East End mental health patients ‘satisfied with services’

PATIENTS accessing mental health services in the borough are generally satisfied with their care but gave local services lower marks than those in other parts of the country.

The survey of 205 patients by health regulator the Care Quality Commission, showed that patients surveyed gave scores which were five out of ten and higher.

But the results came out lower down the scale in comparison to respondents in other areas.

Of 48 questions asked as part of the survey, 14 fell in the worst 20 per cent of trusts and 16 fell in the average 60 per cent of trusts. Only four fell in the best 20 per cent of trusts.

The remaining two fell on the borderline between the different categories.

The survey showed people were least satisfied with out of hours telephone access – giving a score of 57 out of 100.

However, patients were most satisfied with health and social care workers, giving them 88 out of 100 for treating them with dignity and respect.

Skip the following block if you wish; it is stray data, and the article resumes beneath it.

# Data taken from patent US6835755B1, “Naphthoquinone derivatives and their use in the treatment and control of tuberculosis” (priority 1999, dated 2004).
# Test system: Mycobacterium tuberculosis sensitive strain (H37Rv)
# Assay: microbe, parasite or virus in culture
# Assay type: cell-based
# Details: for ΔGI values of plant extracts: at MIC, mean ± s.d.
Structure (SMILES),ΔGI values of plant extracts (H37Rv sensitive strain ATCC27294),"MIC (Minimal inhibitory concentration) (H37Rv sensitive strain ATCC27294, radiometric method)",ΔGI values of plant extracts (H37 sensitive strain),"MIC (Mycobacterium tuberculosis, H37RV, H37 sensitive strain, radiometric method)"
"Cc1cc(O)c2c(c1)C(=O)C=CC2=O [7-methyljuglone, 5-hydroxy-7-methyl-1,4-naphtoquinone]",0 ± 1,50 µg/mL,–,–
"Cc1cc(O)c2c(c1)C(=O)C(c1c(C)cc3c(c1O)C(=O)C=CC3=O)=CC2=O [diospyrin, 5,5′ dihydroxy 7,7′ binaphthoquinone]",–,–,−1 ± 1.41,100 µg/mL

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When asked if how patients rated the care they received overall from East London NHS Foundation Trust over the past year, respondents gave it 67 out of 100.

John Wilkins, deputy chief executive for East London NHS Foundation Trust said: “Our staff have focused on ensuring that service users know who they can contact in a crisis. I am pleased to see that we scored highly in this area and that the service users surveyed reported that they got the help they need.”

The survey was a result of people questioned who accessed the trust’s care between July and September last year who had been referred to a psychiatric outpatient clinic, local community mental health team or other community-based service.

Mr Wilkins added that the trust had implemented an action plan to address the areas where it scored lower than the national average.”

Cynthia Bower, CQC chief executive, said the survey showed some positive messages from service users.

“Theirs is no easy job so these results are a tribute to them,” she said.